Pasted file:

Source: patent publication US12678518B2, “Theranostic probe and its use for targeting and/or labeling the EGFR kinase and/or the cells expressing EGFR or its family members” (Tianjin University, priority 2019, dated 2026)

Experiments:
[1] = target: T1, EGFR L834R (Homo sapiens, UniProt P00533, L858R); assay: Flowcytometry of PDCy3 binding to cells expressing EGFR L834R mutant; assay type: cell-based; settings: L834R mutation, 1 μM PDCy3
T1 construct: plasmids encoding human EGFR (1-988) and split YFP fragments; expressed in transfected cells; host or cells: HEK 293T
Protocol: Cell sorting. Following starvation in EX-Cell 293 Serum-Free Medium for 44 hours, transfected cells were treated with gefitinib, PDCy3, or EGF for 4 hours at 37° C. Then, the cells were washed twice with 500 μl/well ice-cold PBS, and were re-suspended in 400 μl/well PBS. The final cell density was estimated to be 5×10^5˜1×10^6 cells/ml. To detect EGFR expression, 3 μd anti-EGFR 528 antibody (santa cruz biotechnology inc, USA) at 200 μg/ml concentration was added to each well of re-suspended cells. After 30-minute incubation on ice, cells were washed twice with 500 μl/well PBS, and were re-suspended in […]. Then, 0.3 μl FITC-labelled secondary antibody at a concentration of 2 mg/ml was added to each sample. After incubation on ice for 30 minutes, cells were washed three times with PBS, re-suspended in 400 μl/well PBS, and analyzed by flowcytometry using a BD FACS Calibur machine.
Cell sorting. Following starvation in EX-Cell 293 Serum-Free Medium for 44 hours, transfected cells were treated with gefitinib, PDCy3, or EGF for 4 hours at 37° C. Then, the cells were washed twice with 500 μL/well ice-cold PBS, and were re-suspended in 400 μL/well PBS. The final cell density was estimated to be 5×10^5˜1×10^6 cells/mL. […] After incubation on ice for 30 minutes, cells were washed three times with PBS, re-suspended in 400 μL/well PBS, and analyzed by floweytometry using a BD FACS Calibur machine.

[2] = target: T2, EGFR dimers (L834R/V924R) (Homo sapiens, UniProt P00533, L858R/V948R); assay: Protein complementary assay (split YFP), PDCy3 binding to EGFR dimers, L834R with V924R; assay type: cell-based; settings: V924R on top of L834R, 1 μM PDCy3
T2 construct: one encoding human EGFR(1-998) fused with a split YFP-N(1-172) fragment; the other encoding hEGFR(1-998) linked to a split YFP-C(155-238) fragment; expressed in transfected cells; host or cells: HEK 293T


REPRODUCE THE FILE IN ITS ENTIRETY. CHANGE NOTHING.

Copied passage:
Source: patent publication US12678518B2, “Theranostic probe and its use for targeting and/or labeling the EGFR kinase and/or the cells expressing EGFR or its family members” (Tianjin University, priority 2019, dated 2026)

Experiments:
[1] = target: T1, EGFR L834R (Homo sapiens, UniProt P00533, L858R); assay: Flowcytometry of PDCy3 binding to cells expressing EGFR L834R mutant; assay type: cell-based; settings: L834R mutation, 1 μM PDCy3
T1 construct: plasmids encoding human EGFR (1-988) and split YFP fragments; expressed in transfected cells; host or cells: HEK 293T
Protocol: Cell sorting. Following starvation in EX-Cell 293 Serum-Free Medium for 44 hours, transfected cells were treated with gefitinib, PDCy3, or EGF for 4 hours at 37° C. Then, the cells were washed twice with 500 μl/well ice-cold PBS, and were re-suspended in 400 μl/well PBS. The final cell density was estimated to be 5×10^5˜1×10^6 cells/ml. To detect EGFR expression, 3 μd anti-EGFR 528 antibody (santa cruz biotechnology inc, USA) at 200 μg/ml concentration was added to each well of re-suspended cells. After 30-minute incubation on ice, cells were washed twice with 500 μl/well PBS, and were re-suspended in […]. Then, 0.3 μl FITC-labelled secondary antibody at a concentration of 2 mg/ml was added to each sample. After incubation on ice for 30 minutes, cells were washed three times with PBS, re-suspended in 400 μl/well PBS, and analyzed by flowcytometry using a BD FACS Calibur machine.
Cell sorting. Following starvation in EX-Cell 293 Serum-Free Medium for 44 hours, transfected cells were treated with gefitinib, PDCy3, or EGF for 4 hours at 37° C. Then, the cells were washed twice with 500 μL/well ice-cold PBS, and were re-suspended in 400 μL/well PBS. The final cell density was estimated to be 5×10^5˜1×10^6 cells/mL. […] After incubation on ice for 30 minutes, cells were washed three times with PBS, re-suspended in 400 μL/well PBS, and analyzed by floweytometry using a BD FACS Calibur machine.

[2] = target: T2, EGFR dimers (L834R/V924R) (Homo sapiens, UniProt P00533, L858R/V948R); assay: Protein complementary assay (split YFP), PDCy3 binding to EGFR dimers, L834R with V924R; assay type: cell-based; settings: V924R on top of L834R, 1 μM PDCy3
T2 construct: one encoding human EGFR(1-998) fused with a split YFP-N(1-172) fragment; the other encoding hEGFR(1-998) linked to a split YFP-C(155-238) fragment; expressed in transfected cells; host or cells: HEK 293T